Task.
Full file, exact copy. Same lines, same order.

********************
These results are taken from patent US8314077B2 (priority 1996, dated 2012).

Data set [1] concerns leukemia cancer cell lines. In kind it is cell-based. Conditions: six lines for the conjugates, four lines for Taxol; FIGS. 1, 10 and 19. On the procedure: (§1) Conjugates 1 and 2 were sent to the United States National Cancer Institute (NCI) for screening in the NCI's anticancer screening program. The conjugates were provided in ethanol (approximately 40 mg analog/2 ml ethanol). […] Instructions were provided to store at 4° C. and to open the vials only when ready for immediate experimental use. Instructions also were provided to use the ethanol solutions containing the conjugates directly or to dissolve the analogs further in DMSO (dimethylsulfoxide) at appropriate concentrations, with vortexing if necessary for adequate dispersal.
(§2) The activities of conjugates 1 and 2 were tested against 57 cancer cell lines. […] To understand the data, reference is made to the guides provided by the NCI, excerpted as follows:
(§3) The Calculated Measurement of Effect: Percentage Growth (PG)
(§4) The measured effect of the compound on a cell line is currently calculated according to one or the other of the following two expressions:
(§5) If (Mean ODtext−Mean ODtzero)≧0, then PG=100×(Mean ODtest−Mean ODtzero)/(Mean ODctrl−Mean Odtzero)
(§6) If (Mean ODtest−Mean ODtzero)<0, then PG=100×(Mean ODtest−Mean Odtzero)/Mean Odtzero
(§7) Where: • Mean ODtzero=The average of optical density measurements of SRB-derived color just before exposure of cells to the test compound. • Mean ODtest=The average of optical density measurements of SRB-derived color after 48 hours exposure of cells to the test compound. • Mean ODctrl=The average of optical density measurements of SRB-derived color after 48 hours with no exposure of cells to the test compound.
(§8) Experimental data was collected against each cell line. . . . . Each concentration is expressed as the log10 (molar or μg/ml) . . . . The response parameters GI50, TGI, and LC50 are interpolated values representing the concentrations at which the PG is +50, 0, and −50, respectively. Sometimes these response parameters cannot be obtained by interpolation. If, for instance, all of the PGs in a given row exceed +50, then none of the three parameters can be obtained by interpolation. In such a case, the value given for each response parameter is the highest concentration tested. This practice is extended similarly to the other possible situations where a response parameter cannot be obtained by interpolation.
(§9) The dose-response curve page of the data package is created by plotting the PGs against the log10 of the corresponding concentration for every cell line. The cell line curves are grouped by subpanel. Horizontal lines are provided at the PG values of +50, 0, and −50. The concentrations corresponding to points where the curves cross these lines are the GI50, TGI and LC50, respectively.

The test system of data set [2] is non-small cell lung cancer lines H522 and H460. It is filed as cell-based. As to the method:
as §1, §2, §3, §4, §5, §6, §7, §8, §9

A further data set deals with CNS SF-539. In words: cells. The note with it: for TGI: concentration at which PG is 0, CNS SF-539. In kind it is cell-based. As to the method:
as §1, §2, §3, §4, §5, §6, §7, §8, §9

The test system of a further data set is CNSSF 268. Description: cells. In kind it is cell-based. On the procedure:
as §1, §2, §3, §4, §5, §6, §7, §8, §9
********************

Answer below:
These results are taken from patent US8314077B2 (priority 1996, dated 2012).

Data set [1] concerns leukemia cancer cell lines. In kind it is cell-based. Conditions: six lines for the conjugates, four lines for Taxol; FIGS. 1, 10 and 19. On the procedure: (§1) Conjugates 1 and 2 were sent to the United States National Cancer Institute (NCI) for screening in the NCI's anticancer screening program. The conjugates were provided in ethanol (approximately 40 mg analog/2 ml ethanol). […] Instructions were provided to store at 4° C. and to open the vials only when ready for immediate experimental use. Instructions also were provided to use the ethanol solutions containing the conjugates directly or to dissolve the analogs further in DMSO (dimethylsulfoxide) at appropriate concentrations, with vortexing if necessary for adequate dispersal.
(§2) The activities of conjugates 1 and 2 were tested against 57 cancer cell lines. […] To understand the data, reference is made to the guides provided by the NCI, excerpted as follows:
(§3) The Calculated Measurement of Effect: Percentage Growth (PG)
(§4) The measured effect of the compound on a cell line is currently calculated according to one or the other of the following two expressions:
(§5) If (Mean ODtext−Mean ODtzero)≧0, then PG=100×(Mean ODtest−Mean ODtzero)/(Mean ODctrl−Mean Odtzero)
(§6) If (Mean ODtest−Mean ODtzero)<0, then PG=100×(Mean ODtest−Mean Odtzero)/Mean Odtzero
(§7) Where: • Mean ODtzero=The average of optical density measurements of SRB-derived color just before exposure of cells to the test compound. • Mean ODtest=The average of optical density measurements of SRB-derived color after 48 hours exposure of cells to the test compound. • Mean ODctrl=The average of optical density measurements of SRB-derived color after 48 hours with no exposure of cells to the test compound.
(§8) Experimental data was collected against each cell line. . . . . Each concentration is expressed as the log10 (molar or μg/ml) . . . . The response parameters GI50, TGI, and LC50 are interpolated values representing the concentrations at which the PG is +50, 0, and −50, respectively. Sometimes these response parameters cannot be obtained by interpolation. If, for instance, all of the PGs in a given row exceed +50, then none of the three parameters can be obtained by interpolation. In such a case, the value given for each response parameter is the highest concentration tested. This practice is extended similarly to the other possible situations where a response parameter cannot be obtained by interpolation.
(§9) The dose-response curve page of the data package is created by plotting the PGs against the log10 of the corresponding concentration for every cell line. The cell line curves are grouped by subpanel. Horizontal lines are provided at the PG values of +50, 0, and −50. The concentrations corresponding to points where the curves cross these lines are the GI50, TGI and LC50, respectively.

The test system of data set [2] is non-small cell lung cancer lines H522 and H460. It is filed as cell-based. As to the method:
as §1, §2, §3, §4, §5, §6, §7, §8, §9

A further data set deals with CNS SF-539. In words: cells. The note with it: for TGI: concentration at which PG is 0, CNS SF-539. In kind it is cell-based. As to the method:
as §1, §2, §3, §4, §5, §6, §7, §8, §9

The test system of a further data set is CNSSF 268. Description: cells. In kind it is cell-based. On the procedure:
as §1, §2, §3, §4, §5, §6, §7, §8, §9